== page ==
Conference Keynote Talk: Shaping Time: Properties and Functions
Monday, August 3, 2015, 1:30pm
Scarritt Bennett Center
The episodes with children that I follow, here, recapitulate in innocent form efforts of philosophers and scientists throughout history to hold time still so as to reflect upon it, to digitize, count, and notate its passing presence. Studying children’s efforts to make descriptions of themselves as well as things in motion, provides us with insight into the critical (silent) transformations through which the know-how of familiar action, becomes the selective know-about that is expressed in symbolic conventions that compress, consolidate, and hold time’s evanescence still.
Jeanne Bamberger is Professor of Music at the Massachusetts Institute of Technology, emerita, where she taught music theory and cognitive aspects of music perception, learning, and development. She is currently Visiting Professor in the Graduate School of Education and the Music Department at UC-Berkeley. Bamberger’s research is interdisciplinary focusing on perceptual change through the observation and analysis of children and adults in moments of spontaneous learning situations. She was a student of Artur Schnabel and Roger Sessions and has performed in the US and Europe as piano soloist and in chamber music ensembles. She attended Columbia University and the University of California at Berkeley receiving degrees in philosophy and music theory. Her most recent books include The mind behind the musical ear (Harvard University Press, 1995), Developing musical intuitions: A project based introduction to making and understanding music. (Oxford University Press, 2000), and Discovering the musical mind (Oxford University Press, 2013).
Dr. Charles Limb
Public Keynote Lecture: The Neuroscience of Musical Creativity
Saturday, August 1, 2015, 3:30pm at the Vanderbilt Music and Mind Kickoff to SMPC
Ingram Hall, Blair School of Music, Vanderbilt University
Musical creativity has existed since the earliest days of human civilization. Until recently, how the brain actually produces musical ideas was poorly understood. Recent advances in brain imaging have allowed us to address questions of artistic significance that were previously felt to be inaccessible to scientific inquiry. Of the multiple creative processes that take place in music, improvisation—the spontaneous generation of musical material—provides an inspiring tool to study these processes. This presentation will highlight several functional neuroimaging studies that have examined the process of musical improvisation in expert musicians, as a window into the complex neural processes that give rise to creativity.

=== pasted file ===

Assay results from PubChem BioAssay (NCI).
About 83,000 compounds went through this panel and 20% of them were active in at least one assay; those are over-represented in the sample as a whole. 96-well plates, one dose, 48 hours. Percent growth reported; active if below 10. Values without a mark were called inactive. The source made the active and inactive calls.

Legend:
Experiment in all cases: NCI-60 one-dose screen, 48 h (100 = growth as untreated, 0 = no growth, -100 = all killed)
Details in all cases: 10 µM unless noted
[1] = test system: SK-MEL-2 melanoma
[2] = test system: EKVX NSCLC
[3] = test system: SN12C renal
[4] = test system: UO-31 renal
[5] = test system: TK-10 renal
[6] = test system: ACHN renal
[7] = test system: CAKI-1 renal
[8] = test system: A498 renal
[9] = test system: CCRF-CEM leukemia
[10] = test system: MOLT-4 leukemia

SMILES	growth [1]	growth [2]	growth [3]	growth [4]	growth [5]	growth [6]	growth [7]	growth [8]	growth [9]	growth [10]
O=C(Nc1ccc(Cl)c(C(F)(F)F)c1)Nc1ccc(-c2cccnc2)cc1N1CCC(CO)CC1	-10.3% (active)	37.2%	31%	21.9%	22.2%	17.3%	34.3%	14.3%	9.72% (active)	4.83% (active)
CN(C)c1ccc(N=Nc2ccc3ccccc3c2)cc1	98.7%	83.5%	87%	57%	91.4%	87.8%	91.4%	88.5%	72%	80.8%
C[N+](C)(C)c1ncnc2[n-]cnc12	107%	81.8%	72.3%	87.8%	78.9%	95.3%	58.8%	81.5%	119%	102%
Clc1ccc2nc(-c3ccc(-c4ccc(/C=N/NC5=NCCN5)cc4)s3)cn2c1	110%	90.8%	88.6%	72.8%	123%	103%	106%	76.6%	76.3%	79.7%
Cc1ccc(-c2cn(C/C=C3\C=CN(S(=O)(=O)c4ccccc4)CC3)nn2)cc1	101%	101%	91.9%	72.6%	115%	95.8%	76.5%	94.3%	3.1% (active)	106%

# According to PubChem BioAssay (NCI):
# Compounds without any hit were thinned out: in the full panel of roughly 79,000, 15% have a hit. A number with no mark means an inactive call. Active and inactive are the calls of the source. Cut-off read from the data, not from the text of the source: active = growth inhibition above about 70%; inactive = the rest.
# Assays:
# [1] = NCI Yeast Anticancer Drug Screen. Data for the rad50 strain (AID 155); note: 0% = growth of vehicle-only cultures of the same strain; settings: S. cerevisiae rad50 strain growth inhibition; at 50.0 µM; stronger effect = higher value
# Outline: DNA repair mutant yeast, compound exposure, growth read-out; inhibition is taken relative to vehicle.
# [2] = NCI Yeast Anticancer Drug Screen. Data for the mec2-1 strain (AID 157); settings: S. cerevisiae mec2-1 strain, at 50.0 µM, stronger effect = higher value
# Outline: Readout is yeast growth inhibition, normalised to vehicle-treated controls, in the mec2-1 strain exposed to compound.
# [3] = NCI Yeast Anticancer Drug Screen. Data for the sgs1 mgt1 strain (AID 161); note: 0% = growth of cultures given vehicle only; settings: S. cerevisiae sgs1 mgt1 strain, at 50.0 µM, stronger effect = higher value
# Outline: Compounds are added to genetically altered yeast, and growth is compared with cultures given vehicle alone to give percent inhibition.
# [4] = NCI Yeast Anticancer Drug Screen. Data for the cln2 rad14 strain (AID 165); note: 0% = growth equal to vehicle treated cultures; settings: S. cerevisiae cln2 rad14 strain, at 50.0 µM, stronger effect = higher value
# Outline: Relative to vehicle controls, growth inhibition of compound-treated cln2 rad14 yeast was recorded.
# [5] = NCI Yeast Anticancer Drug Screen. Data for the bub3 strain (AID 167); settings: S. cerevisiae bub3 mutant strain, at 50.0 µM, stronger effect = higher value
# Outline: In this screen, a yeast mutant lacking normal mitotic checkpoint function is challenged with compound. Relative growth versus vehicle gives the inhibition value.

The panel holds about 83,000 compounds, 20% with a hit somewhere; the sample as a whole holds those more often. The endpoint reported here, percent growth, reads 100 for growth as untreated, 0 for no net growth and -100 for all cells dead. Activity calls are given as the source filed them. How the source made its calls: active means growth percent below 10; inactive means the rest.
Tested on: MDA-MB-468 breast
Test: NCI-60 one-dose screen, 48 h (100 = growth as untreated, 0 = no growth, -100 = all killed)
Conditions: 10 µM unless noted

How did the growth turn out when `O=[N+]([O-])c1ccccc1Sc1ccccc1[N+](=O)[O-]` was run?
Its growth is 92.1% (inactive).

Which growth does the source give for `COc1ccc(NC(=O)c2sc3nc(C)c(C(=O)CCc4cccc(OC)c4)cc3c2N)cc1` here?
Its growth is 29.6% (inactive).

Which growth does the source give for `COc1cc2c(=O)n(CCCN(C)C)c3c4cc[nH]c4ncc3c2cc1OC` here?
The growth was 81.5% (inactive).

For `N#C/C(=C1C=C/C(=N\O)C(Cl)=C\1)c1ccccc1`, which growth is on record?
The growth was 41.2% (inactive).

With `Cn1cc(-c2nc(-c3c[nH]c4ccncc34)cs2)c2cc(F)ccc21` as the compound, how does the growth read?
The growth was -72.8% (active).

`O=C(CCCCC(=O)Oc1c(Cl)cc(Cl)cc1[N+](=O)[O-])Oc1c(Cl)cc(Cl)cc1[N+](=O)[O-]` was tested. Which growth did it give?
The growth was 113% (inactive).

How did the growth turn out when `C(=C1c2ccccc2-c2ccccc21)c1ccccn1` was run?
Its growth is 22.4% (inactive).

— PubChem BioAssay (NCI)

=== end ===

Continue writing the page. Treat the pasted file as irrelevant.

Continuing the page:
Dr. Charles Limb is the Francis A. Sooy Professor of Otolaryngology-Head and Neck Surgery and the Chief of the Division of Otology, Neurotology and Skull Base Surgery at UC San Francisco. He is also the Director of the Douglas Grant Cochlear Implant Center at UCSF and holds a joint appointment in the Department of Neurosurgery.
Dr. Limb received his undergraduate degree at Harvard University and his medical training at Yale University School of Medicine, followed by surgical residency and fellowship in Otolaryngology-Head and Neck Surgery at Johns Hopkins Hospital. He completed a postdoctoral research fellowship at the Center for Hearing Sciences at Johns Hopkins with Dr. David Ryugo studying the development of the auditory brainstem, and a second postdoctoral fellowship at the National Institutes of Health studying neural mechanisms of musical improvisation and perception using functional neuroimaging methods. He was at Johns Hopkins Hospital from 1996 to 2015, where he was Associate Professor of Otolaryngology-Head and Neck Surgery and a Faculty Member at the Peabody Conservatory of Music and School of Education at Johns Hopkins University. He left in 2015 to join the UCSF Department of Otolaryngology-Head and Neck Surgery.
Dr. Limb’s current areas of research focus on the study of the neural basis of musical creativity as well as the study of music perception in deaf individuals with cochlear implants. He is the past Editor-in-Chief of Trends in Amplification (now Trends in Hearing), the only journal explicitly focused on auditory amplification devices and hearing aids, and an Editorial Board member of the journals Otology and Neurotology and Music and Medicine. His work has received international attention and has been featured by National Public Radio, TED, National Geographic, the New York Times, PBS, CNN, Scientific American, the British Broadcasting Company, the Smithsonian Institute, the Library of Congress, the Sundance Film Festival, Canadian Broadcasting Company, Baltimore Symphony Orchestra and the American Museum of Natural History.